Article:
News

Evolutionary Biology Crash Course

Tanmay Dixit was a member of a team organising and lecturing in the inaugural Evolutionary Biology Crash Course. This course, aimed at undergraduate or early-postgraduate students, teaches evolutionary principles to students who have had limited opportunities to be exposed to evolutionary ideas. The course is funded by the Equal Opportunities Initiative Fund of the European Society of Evolutionary Biology (ESEB). Tanmay presented lectures on behavioural ecology and evolution, focussing on kin selection, coevolution, and parasitism. Over 700 students, with the vast majority from the global South, attended the course, which was a resounding success!

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New paper on visual complexity & mimicry

Our paper “Visual complexity of egg patterns predicts egg rejection according to Weber’s Law” has just been published in the journal Proceedings of the Royal Society B. This research was led by Tanmay Dixit, and carried out together with Andrei Apostol, Kuan-Chi Chen, Tony Fulford, Chris Town and Claire Spottiswoode, in a collaboration between biologists and computer scientists. We used machine learning to compute a biologically-relevant measure of egg pattern complexity, and combined this with field experiments in Zambia to investigate how complexity evolves in an arms race between host egg signatures (by tawny-flanked prinias) and parasitic egg forgeries (by cuckoo finches).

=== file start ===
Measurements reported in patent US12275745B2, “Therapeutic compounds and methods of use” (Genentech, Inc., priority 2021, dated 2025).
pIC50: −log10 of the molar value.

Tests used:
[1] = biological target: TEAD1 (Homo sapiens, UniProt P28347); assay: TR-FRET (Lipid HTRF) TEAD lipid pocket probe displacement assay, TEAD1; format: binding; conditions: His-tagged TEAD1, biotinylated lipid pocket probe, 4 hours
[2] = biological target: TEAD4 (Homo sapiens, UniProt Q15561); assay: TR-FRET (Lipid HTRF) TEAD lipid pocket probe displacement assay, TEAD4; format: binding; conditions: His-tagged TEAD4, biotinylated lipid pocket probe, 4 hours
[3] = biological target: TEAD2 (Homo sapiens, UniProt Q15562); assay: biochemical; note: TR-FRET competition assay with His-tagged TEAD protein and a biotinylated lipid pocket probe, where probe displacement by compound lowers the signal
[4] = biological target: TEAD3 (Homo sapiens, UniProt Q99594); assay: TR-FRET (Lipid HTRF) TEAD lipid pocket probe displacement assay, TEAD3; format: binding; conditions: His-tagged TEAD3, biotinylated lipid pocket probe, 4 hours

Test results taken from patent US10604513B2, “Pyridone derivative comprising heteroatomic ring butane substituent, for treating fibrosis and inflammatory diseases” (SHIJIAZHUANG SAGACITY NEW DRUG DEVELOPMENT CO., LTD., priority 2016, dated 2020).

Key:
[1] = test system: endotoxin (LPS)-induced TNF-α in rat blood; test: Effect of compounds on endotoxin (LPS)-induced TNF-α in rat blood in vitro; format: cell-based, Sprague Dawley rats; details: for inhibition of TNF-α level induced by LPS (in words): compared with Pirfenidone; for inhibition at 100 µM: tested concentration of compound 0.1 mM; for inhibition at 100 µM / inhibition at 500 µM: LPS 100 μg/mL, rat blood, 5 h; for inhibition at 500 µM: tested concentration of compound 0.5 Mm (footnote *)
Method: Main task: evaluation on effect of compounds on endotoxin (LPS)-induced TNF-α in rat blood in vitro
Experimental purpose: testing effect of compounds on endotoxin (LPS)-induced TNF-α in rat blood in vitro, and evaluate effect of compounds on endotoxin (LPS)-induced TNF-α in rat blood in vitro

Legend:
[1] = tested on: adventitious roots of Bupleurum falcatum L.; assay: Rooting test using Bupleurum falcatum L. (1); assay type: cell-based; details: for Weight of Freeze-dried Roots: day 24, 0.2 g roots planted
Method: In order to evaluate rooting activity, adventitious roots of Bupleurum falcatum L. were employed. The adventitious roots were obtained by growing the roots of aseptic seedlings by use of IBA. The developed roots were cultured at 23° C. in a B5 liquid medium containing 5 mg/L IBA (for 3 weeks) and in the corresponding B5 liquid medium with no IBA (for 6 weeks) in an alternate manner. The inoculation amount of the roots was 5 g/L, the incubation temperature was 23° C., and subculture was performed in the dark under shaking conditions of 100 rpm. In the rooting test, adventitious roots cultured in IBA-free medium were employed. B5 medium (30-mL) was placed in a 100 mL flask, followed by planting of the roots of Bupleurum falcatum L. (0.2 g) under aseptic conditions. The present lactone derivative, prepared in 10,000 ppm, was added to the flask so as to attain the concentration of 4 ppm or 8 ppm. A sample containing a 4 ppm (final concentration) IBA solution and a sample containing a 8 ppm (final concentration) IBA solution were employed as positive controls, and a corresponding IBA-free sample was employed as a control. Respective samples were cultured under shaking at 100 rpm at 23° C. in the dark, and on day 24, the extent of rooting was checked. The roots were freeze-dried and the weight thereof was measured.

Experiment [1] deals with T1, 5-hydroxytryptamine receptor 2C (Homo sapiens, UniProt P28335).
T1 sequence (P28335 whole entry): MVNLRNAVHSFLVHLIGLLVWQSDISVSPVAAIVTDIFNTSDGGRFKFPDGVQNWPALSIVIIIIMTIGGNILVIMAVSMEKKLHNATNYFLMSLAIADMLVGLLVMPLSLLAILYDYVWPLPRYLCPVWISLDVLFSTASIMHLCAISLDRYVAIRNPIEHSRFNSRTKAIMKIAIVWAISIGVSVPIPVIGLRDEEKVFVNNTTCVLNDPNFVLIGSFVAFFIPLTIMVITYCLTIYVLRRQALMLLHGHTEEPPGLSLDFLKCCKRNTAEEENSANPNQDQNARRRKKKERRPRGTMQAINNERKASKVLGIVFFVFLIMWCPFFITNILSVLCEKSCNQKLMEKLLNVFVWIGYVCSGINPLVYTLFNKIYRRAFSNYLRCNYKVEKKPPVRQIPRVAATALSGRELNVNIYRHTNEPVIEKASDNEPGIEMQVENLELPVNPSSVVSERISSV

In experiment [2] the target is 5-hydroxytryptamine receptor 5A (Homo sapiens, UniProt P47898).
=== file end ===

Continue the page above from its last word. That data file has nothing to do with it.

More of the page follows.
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Fieldwork and teaching at APLORI, Nigeria

Dr Gabriel Jamie is continuing his fieldwork on the evolution of polymorphisms in cisticolas and prinias in Nigeria, where he is also a teaching fellow at the AP Leventis Ornithological Research Institute (APLORI). The image shows the 2022 APLORI MSc class during the Global Birding Big Day on 14 May. The team recorded 135 species while walking around the nature reserve surrounding the institute.

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New paper on the genetics of cuckoo finch egg mimicry

Our paper “Genetic architecture facilitates then constrains adaptation in a host-parasite coevolutionary arms race” has been published in the Proceedings of the National Academy of Sciences of the USA. In it, we address the long-standing puzzle of how exquisite mimicry of the eggs of several different host species can evolve within a single species of brood-parasitic bird. We show that in cuckoo finches in Zambia, egg mimicry of different host egg phenotypes is maternally inherited, which allows mothers to transmit host-specific adaptations to their daughters irrespective of which host species the father was raised by. This study was a team effort from colleagues at the University of Cambridge and University of Cape Town (Claire Spottiswoode, Wenfei Tong, Gabriel Jamie), at Boston University (Katherine Stryjewski, Jeff DaCosta, Evan Kuras and Michael Sorenson) and in the Choma community in Zambia (Ailsa Green, Silky Hamama, Ian Taylor and Collins Moya).